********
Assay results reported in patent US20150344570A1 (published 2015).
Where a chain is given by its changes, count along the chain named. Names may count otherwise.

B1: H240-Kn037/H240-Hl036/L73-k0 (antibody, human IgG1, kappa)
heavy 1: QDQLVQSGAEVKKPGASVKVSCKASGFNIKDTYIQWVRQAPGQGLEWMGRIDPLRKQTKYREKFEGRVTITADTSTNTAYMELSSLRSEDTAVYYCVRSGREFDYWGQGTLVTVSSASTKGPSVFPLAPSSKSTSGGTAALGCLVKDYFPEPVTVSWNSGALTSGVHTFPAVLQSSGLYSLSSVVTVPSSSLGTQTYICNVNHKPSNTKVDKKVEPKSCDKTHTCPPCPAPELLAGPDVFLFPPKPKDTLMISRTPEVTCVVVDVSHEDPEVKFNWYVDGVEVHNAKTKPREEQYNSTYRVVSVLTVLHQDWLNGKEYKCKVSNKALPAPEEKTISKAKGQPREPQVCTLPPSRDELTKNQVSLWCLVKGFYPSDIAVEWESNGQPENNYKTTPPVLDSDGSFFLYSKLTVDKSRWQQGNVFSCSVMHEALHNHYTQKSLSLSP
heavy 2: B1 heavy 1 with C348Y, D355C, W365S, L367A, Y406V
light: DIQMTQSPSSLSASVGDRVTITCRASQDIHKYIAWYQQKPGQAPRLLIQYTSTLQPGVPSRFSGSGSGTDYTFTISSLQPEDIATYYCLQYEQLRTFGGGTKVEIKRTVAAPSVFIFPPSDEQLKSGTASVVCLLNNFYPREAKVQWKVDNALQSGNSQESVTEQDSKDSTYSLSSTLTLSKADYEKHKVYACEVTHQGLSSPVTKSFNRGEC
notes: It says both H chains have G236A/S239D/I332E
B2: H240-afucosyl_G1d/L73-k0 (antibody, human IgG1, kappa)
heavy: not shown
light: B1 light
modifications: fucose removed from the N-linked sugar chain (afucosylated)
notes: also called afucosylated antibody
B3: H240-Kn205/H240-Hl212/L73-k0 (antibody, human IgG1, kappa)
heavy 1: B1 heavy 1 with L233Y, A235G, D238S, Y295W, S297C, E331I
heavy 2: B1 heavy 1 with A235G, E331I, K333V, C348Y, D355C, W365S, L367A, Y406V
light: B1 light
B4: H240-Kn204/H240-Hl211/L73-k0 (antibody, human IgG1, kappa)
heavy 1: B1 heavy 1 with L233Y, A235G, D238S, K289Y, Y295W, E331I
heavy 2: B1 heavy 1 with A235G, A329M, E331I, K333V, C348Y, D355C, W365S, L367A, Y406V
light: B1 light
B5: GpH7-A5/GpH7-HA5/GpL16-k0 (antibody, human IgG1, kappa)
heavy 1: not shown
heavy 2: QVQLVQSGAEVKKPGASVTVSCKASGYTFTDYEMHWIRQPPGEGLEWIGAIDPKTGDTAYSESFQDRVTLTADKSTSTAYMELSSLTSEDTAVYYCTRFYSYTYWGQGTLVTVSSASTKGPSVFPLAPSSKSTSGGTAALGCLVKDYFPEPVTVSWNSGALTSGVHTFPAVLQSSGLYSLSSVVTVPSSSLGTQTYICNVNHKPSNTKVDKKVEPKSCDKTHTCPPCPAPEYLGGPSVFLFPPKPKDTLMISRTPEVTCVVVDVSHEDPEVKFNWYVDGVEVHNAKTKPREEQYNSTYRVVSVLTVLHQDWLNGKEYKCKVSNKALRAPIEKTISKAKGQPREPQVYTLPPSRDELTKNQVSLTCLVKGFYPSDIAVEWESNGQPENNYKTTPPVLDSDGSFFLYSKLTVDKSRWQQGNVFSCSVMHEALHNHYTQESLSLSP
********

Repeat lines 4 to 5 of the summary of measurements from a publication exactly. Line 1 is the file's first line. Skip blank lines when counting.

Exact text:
heavy 1: QDQLVQSGAEVKKPGASVKVSCKASGFNIKDTYIQWVRQAPGQGLEWMGRIDPLRKQTKYREKFEGRVTITADTSTNTAYMELSSLRSEDTAVYYCVRSGREFDYWGQGTLVTVSSASTKGPSVFPLAPSSKSTSGGTAALGCLVKDYFPEPVTVSWNSGALTSGVHTFPAVLQSSGLYSLSSVVTVPSSSLGTQTYICNVNHKPSNTKVDKKVEPKSCDKTHTCPPCPAPELLAGPDVFLFPPKPKDTLMISRTPEVTCVVVDVSHEDPEVKFNWYVDGVEVHNAKTKPREEQYNSTYRVVSVLTVLHQDWLNGKEYKCKVSNKALPAPEEKTISKAKGQPREPQVCTLPPSRDELTKNQVSLWCLVKGFYPSDIAVEWESNGQPENNYKTTPPVLDSDGSFFLYSKLTVDKSRWQQGNVFSCSVMHEALHNHYTQKSLSLSP
heavy 2: B1 heavy 1 with C348Y, D355C, W365S, L367A, Y406V